You grew up in Plymouth Meeting, Pennsylvania, wanted to train to build machines but, fortunately, came to Swarthmore where you majored in Physics, minored in Engineering, and graduated with high honors in 1981.
After a stint with Bell Labs working on laser interactions, you completed your Ph.D. in applied physics at Cornell. You then served as a junior fellow at Harvard, and in 1991 joined the MIT faculty where you currently direct the Center for Bits and Atoms and co-direct the media laboratory's physics and media research group.
You look to the way information is physically encoded from the level of atomic nuclei to the level of global networks and to the way that encoding influences the information itself. Realizing that molecules themselves compute, you developed with a colleague a form of molecular logic used to implement the first complete quantum computer. Combining futuristic vision with the skill of a craftsman, you have created low-cost technologies to meet local needs, such as devices that tune tractor engines and radio systems that allow Norwegian herders to track their reindeer. You have constructed refrigerators that monitor the freshness of milk and bathroom shelves that not only identify the medicine stored on them but also determine whether the patient is managing his or her medication well. And as special projects, built a computerized cello for Yo-Yo Ma and a computerized, interactive stage for The Flying Karamazov Brothers.
Your technologies have been on display at the Museum of Modern Art, at the White House, at the World Economic Forum, at Las Vegas shows and in Indian villages.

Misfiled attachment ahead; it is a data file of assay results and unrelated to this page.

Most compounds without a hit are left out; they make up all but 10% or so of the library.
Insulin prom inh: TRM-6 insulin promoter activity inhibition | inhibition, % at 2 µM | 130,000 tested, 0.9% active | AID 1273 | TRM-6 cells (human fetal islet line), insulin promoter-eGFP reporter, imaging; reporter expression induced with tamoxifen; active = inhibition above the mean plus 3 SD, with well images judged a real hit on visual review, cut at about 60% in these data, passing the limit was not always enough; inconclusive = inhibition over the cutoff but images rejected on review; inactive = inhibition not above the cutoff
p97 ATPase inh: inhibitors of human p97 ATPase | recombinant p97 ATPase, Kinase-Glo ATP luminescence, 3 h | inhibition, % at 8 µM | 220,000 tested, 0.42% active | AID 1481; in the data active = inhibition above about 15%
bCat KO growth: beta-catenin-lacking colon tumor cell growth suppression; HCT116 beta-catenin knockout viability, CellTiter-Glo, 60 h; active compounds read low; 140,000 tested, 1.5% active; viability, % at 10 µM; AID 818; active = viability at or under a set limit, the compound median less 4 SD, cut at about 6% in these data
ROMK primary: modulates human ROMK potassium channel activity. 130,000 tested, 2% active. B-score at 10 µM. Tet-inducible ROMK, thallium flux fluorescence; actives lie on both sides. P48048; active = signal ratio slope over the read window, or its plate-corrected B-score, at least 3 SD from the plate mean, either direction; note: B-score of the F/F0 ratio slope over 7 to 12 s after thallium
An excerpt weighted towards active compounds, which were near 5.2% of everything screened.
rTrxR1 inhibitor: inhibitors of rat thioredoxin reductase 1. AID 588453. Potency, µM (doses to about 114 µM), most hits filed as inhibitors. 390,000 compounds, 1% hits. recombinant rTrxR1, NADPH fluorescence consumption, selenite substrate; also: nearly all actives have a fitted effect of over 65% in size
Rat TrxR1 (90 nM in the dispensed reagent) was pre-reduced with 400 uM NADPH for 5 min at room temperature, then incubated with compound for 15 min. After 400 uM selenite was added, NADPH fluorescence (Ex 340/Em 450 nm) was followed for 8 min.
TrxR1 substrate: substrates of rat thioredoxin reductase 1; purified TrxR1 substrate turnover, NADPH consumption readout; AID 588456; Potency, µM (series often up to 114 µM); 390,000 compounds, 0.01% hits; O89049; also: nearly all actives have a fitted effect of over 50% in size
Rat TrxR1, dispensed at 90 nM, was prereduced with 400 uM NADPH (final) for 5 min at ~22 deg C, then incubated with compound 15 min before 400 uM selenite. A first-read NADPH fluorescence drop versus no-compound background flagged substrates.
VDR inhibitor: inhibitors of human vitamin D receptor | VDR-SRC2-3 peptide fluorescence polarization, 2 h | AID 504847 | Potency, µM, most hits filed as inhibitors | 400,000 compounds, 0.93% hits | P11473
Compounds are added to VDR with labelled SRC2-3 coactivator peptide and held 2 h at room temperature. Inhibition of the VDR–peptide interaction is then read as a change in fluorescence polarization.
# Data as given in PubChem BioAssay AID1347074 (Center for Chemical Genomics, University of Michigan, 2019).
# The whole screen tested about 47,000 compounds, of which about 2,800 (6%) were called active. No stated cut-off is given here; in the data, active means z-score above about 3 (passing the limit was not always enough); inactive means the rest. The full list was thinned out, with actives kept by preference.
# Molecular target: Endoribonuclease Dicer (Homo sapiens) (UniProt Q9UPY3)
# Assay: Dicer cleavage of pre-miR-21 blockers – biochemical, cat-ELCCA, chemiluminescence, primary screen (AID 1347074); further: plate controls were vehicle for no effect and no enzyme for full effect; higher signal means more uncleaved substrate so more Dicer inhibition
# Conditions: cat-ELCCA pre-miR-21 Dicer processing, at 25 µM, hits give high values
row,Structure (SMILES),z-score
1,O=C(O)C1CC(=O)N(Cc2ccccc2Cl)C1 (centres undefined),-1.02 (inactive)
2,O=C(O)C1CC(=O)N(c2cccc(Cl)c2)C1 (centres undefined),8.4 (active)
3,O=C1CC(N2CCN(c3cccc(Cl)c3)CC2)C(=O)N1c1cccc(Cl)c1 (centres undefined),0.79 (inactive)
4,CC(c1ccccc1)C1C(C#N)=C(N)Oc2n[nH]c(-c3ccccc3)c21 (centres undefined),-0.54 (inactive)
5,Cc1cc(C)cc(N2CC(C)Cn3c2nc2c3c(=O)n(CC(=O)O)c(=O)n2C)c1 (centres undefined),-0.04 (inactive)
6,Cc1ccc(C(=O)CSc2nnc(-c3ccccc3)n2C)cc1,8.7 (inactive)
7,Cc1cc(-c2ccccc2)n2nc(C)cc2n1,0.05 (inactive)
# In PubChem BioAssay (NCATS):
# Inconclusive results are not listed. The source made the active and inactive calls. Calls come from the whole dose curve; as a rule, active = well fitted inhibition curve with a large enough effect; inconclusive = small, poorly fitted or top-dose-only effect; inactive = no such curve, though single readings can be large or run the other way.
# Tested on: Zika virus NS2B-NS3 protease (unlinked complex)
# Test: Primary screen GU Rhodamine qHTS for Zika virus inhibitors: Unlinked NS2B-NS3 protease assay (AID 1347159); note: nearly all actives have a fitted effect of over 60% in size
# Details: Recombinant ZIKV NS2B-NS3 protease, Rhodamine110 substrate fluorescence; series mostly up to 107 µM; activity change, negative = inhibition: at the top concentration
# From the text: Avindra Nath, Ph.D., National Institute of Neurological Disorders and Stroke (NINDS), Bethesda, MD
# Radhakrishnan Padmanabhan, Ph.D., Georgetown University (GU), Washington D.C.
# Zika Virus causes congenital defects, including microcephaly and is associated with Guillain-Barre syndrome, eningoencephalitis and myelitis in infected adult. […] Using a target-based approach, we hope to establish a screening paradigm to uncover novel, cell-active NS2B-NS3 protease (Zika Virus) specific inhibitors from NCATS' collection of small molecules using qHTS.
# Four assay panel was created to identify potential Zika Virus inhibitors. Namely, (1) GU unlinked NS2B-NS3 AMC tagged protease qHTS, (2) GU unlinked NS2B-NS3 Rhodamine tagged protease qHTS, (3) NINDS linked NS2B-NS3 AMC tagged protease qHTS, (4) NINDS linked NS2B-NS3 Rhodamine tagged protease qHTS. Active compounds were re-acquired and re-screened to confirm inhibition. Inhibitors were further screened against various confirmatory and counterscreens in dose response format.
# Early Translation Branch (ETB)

Your publications include The Nature of Mathematical Modeling, The Physics of Information Technology, When Things Start to Think, which contemplates future interactions between technology and everyday life; and FAB: The Coming Revolution on Your Desktop, published in 2005, which reports on new technologies with which you have been involved.
Your teaching galvanizes the imaginative powers of your students and your work has received the enthusiastic attention, among others, of The New York Times, The Economist, CNN and PBS.
Neil Gershenfeld, we marvel at your brilliant grasp of the complexities of evolving scientific understanding and at your singular talent for distilling that understanding into technologies and machines that extend human reach and serve human needs. We marvel at your inventiveness and foresight and take great pride in the fact that you are one of our own.
Upon the recommendation of the faculty, and by the power vested in me by the Board of Managers of Swarthmore College and the Commonwealth of Pennsylvania, I have the honor to bestow upon you the degree of Doctor of Science.